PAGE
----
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Earth Day

History of Earth Day

On April 22, 1970, 20 million Americans took to the streets, parks, and auditoriums to demonstrate for a healthy, sustainable envi- ronment in massive coast-to-coast rallies. Thousands of colleges and universities organized protests against the deterioration of the environment. Groups that had been fighting against oil spills, polluting factories and power plants, raw sewage, toxic dumps, pesticides, freeways, the loss of wilderness, and the extinction of wildlife suddenly realized they shared common values. Earth Day 1970 achieved a rare political alignment, enlisting sup- port from Republicans and Democrats, rich and poor, city slickers and farmers, tycoons and labor leaders. By the end of that year, the first Earth Day had led to the creation of the United States Environmental Protection Agency and the passage of the Clean Air, Clean Water, and Endangered Species Acts.

Protect our Species

Today is the 49th Earth Day with the theme “Protect Our Species.” Nature’s gifts to our planet are the millions of species that we know and love, and many more that remain to be discovered. Unfortunately, the world is facing the greatest rate of extinction since we lost the dinosaurs more than 60 million years ago. But unlike the fate of the dinosaurs, the rapid extinction of species in our world today is the result of human activity. All living things have the right to exist, and they have an intrinsic value independent of their value to us. Every species serves a purpose and plays a role in the web of life and in the key ecosystem it services.

Why We Must Protect our Species

There are countless reasons why it is important to protect the huge variety of species on our planet. They have enormous value to humans, the other plants and animals in their ecosystems.

Human beings are a part of the global ecosystem as well. We have interacted with other plants and animals since we evolved as a species and we have come to rely on the many services provided to us by nature for our very survival. The great forests that wrap the equator of the world are its lungs. They absorb carbon dioxide and produce the oxygen we all rely on to breathe. Wetland areas filter toxins out of the water, preventing the oceans from being polluted by our activities. The countless variations of species evolution have provided us with inspiration for countless medical breakthroughs. The total economic value of all of these services has been estimated to be worth $44 trillion. We need to protect the immense diversity of our planet so that it can continue to provide these essential services that we depend on to survive.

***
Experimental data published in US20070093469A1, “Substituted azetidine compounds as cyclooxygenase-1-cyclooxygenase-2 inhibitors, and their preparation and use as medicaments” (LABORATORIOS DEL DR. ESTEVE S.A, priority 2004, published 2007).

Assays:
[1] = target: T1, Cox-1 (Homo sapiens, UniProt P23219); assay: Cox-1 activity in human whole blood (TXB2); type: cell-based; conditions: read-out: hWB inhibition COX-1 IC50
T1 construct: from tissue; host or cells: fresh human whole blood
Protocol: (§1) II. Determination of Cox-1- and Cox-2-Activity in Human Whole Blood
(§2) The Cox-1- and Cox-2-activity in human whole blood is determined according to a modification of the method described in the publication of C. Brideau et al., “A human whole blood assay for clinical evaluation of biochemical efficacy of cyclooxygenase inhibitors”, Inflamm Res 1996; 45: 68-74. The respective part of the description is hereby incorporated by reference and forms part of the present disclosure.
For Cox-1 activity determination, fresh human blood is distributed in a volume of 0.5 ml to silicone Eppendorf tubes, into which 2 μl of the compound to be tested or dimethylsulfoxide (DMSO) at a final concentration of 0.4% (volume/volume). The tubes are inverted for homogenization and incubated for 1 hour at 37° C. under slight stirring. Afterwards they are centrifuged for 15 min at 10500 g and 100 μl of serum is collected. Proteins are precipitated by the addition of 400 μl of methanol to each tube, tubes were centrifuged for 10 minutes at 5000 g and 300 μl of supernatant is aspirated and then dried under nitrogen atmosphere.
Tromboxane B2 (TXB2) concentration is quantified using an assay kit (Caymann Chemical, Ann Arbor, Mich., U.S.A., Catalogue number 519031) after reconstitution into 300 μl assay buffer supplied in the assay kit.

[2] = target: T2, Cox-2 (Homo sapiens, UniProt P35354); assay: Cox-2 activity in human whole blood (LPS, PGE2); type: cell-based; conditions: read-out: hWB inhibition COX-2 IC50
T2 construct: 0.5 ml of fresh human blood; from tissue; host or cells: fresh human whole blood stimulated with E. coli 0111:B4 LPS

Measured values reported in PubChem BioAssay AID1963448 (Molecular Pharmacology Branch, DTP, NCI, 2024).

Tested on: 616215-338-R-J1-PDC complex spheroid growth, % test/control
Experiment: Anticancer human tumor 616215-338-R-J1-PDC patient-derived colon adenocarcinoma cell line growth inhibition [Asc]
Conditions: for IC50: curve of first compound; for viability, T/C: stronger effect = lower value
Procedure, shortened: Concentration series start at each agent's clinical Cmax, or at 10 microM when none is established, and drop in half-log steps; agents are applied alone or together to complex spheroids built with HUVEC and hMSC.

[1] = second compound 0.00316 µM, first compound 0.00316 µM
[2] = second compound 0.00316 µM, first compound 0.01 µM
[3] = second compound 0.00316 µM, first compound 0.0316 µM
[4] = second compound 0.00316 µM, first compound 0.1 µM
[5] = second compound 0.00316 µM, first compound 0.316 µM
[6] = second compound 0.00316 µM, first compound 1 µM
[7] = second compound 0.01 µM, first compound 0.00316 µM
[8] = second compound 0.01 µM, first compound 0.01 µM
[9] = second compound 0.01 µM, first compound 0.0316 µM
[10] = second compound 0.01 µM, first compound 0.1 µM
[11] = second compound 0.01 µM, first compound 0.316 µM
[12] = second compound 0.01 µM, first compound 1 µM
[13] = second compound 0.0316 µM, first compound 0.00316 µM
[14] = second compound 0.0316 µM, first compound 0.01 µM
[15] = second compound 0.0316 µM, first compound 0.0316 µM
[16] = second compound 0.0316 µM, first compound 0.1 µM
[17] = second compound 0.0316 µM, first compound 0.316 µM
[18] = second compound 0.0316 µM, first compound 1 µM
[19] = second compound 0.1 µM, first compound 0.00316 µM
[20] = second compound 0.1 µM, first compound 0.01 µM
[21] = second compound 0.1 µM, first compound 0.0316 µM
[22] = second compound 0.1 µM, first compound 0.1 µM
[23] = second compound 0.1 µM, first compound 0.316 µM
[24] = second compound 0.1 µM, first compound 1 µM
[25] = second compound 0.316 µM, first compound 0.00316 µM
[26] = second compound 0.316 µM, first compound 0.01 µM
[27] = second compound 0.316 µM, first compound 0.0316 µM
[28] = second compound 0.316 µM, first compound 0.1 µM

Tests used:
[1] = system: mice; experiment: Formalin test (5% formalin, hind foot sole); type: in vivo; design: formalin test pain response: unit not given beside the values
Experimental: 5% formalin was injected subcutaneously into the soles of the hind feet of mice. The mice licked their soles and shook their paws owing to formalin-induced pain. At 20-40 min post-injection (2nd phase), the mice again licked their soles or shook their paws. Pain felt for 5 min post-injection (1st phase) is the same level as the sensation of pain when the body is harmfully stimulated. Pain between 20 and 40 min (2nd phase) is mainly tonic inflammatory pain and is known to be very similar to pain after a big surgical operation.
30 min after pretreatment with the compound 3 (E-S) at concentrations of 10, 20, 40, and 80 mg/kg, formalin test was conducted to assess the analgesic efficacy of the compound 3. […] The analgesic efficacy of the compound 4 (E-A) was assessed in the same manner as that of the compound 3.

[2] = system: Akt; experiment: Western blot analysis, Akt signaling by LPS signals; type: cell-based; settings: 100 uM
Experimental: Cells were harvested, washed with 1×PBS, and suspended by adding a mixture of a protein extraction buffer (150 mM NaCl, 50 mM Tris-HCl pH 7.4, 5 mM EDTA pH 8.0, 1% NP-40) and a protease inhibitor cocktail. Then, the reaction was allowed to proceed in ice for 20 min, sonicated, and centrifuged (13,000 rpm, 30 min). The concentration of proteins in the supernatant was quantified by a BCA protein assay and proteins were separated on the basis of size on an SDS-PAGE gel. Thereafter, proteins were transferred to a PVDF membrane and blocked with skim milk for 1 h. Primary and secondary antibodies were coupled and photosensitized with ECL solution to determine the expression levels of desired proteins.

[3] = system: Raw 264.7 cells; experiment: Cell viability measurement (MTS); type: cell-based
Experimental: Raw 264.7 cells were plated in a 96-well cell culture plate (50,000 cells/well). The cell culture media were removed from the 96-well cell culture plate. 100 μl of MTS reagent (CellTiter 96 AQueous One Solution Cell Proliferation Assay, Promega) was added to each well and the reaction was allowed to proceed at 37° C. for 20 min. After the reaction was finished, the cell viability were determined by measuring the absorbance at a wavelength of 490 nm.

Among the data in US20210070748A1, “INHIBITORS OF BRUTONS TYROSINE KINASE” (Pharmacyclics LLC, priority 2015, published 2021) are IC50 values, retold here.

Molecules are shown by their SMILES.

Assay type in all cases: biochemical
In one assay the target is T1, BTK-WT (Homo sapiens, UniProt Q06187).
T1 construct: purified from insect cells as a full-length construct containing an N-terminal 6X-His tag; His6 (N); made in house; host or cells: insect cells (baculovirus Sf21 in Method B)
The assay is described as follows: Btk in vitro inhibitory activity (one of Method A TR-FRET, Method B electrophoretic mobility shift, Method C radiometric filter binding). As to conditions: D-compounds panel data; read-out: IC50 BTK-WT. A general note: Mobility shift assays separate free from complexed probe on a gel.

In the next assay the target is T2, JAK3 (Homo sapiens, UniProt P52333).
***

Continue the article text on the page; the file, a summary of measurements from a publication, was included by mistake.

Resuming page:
What We Can Do to Protect our Species

Species protection is one of the oldest and most visible aspects of the broader environmental movement. Despite many notable success stories and instances where critically endangered species were pulled back from the brink of eradication, the phenomenon of the sixth extinction persists. Species continue to go extinct at an alarming rate, even with efforts by many governments and organizations to protect them.

It is clear that we cannot protect any one species in an ecosystem without protecting the ecosystem itself. That is the key message behind the "Protect our Species" campaign. We cannot just protect the species we like or that we can visit during a trip to a national park. We cannot just protect the species that provide us with services. We must protect all species, because in the end, that is the one and only way to prevent more extinctions.


We can consume less and be more mindful about what we consume. We need to leverage our purchasing power to help protect biodiversity by consuming products that do not harm the environment.

  • We can choose products with ecolabels, which enable consumers to find products endorsed as green, safe, and environmentally sustainable. Buying certified products helps protect nature.

  • We can demand that supermarkets and other food providers purchase environmentally certi- fied products.

  • We can buy food from local farmers that we know, who have sustainable practices towards wildlife.

  • We can buy organic and natural products when possible to support an industry that does not use pesticides and other chemicals known to harm wildlife.


There are a number of things you can do to directly reduce your carbon footprint, at home, at work, and when traveling.

  • Replace inefficient incandescent light bulbs with efficient CFLs or LEDs. Turn off the lights when you leave a room. Install solar panels on your home. Use public transportation.

  • Carpool.